07 Mar 7 March 2023
In this issue of zoom-in brief, Vanessa Bryant’s privacy action against LA County ends in multi-million dollar settlement; Brexiteer businessman Arron Banks partially wins libel appeal against Carole Cadwalladr over TED Talk; billionaire Fox News owner, Rupert Murdoch, submits filings that Fox News stars endorsed Trump’s “stolen election” claims; whilst Trump ally, Devin Nunes, is unsuccessful in his Florida libel action against CNN news anchor Jake Tapper.
Multi-million-dollar payment for basketball star Kobe Bryant’s widow after the publication of gruesome photographs of human remains
Vanessa Bryant is to receive nearly $29million (£24million) following the circulation of graphic photographs of the helicopter crash that killed her husband and daughter.
Five-time NBA champion and basketball star Kobe, 41, and Gianna, 13, were travelling to a basketball game in a helicopter with seven other people on 26 January 2020. Tragically, the helicopter crashed in foggy conditions outside LA killing all on board. When emergency responders attended the scene, eight employees of LA County’s fire and sheriff’s departments shared graphic photographs of human remains from the crash – with one officer accused of taking up to 100 photographs on his phone.
Vanessa Bryant and her three surviving daughters sued saying the photographs “of the dead children, parents, and coaches” were taken as gruesome “souvenirs”. She alleged that the officers morbidly traded photographs and that a sheriff even shared photographs of Kobe’s body with a bartender.
Vanessa has been successful in both her federal and state level claims for negligence and invasion of privacy. She won the former after an 11-day trial last August, when a jury awarded her $15million. LA County has now settled for a further $13.5million meaning she is to receive almost $29million.
Had these events taken place in the UK rather than the US, the outcome of any legal claim would likely have been different for two reasons: first, the photographs in this case were of Kobe and Gianna – not Vanessa Bryant – and they were taken after Kobe and Gianna were already deceased. Where a person is dead at the time their privacy is infringed, a claim brought on their behalf by a relative to vindicate the dead person’s privacy rights would be unlikely to be viable under UK law. For Vanessa to be able to bring a claim for damages based in privacy law in the UK, she would need to establish that the publication engaged her own privacy rights.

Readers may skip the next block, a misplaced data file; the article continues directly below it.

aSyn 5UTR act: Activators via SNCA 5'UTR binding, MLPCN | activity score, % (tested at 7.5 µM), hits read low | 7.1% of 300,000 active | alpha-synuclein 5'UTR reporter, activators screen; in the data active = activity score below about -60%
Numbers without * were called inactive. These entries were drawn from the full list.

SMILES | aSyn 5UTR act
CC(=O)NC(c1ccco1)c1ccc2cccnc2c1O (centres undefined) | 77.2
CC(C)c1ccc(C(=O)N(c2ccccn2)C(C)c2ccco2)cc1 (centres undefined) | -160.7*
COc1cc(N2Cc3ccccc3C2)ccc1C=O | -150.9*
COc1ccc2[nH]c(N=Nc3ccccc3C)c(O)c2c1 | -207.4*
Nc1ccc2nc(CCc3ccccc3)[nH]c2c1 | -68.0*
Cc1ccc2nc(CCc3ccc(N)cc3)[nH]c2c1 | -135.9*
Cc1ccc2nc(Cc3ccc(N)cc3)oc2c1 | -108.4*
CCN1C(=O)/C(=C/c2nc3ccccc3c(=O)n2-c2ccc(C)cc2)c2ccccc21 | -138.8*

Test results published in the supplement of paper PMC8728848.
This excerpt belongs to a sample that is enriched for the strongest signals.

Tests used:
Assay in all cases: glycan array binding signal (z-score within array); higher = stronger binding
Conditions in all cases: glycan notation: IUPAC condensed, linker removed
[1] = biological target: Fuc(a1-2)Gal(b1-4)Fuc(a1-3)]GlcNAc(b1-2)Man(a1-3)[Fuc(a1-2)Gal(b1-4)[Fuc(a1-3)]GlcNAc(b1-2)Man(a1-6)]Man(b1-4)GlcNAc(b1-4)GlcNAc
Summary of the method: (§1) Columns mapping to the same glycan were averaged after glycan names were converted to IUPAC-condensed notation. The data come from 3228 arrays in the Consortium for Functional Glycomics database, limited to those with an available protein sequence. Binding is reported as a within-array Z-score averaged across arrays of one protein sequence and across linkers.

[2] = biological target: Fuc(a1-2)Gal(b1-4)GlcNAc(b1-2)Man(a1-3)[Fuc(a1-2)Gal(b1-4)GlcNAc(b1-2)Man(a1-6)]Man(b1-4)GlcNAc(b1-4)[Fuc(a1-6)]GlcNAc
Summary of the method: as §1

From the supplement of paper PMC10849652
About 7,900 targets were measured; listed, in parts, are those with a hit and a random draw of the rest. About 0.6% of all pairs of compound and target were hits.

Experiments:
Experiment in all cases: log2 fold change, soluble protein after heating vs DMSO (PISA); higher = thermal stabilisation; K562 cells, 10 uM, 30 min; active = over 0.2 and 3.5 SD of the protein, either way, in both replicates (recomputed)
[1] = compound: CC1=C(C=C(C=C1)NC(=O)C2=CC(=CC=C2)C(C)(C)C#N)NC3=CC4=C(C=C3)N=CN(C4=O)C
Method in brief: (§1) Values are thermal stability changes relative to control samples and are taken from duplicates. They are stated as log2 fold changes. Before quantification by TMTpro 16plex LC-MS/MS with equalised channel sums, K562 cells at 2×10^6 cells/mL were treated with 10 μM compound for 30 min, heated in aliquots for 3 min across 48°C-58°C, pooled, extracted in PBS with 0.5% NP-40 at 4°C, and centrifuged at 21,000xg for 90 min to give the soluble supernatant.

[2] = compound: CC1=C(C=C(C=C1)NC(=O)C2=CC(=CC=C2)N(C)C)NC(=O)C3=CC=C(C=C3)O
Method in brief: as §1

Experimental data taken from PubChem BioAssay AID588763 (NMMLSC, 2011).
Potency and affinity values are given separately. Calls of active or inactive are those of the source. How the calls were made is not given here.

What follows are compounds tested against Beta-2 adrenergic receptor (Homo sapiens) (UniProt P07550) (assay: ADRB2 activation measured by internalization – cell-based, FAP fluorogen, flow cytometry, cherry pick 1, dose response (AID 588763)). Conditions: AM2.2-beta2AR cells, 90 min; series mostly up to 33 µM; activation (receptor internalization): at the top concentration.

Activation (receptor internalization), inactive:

Secondly, damages for infringements of privacy in the US dwarf those in the UK. The typical damages awarded by courts in the UK are five-figure sums. The very highest pay-outs are in the region of £200,000 – £250,000 and such awards are rare. Examples include Sadie Frost for prolonged phone-hacking by Mirror Group Newspapers in 2015, and singer Cliff Richard after the BBC broadcast the police search of his home after he was (wrongly) accused of historical sex offences in 2018. Even adjusted for inflation, UK awards do not come remotely close to US pay-outs.
Brexiteer Arron Banks partially wins libel appeal against award-winning journalist Carole Cadwalladr
Businessman and Brexiteer Arron Banks has been partially vindicated in his controversial libel case against journalist Carole Cadwalladr.
Banks sued journalist Cadwalladr for libel over a TED Talk and a Tweet she posted in April 2019. Cadwalladr alleged that Banks had secretly broken the law on electoral funding by taking money from Russia and had lied about it: “And I am not even going to get into the lies that Arron Banks has told about his covert relationship with the Russian Government. “Her TED Talk has been viewed more than 5 million times and remains online.
On 29 April 2020 the Electoral Commission announced that a National Crime Agency investigation concluded there was no evidence to support the allegations against Banks. This is a key date after which Cadwalladr’s claims in the TED Talk were authoritatively debunked.
In June 2022 the High Court dismissed Bank’s claim, finding that before 29 April 2020 Cadwalladr could rely on the “public interest” defence because she “reasonably believed” her claims against Banks, and that after 29 April 2020 Banks had not suffered serious harm to his reputation. The Court reasoned that Bank’s reputation had not been harmed because Cadwalladr was speaking to persons in “her own echo chamber” “who wouldn’t have thought very much of Banks” and whose opinions were of “no consequence” him.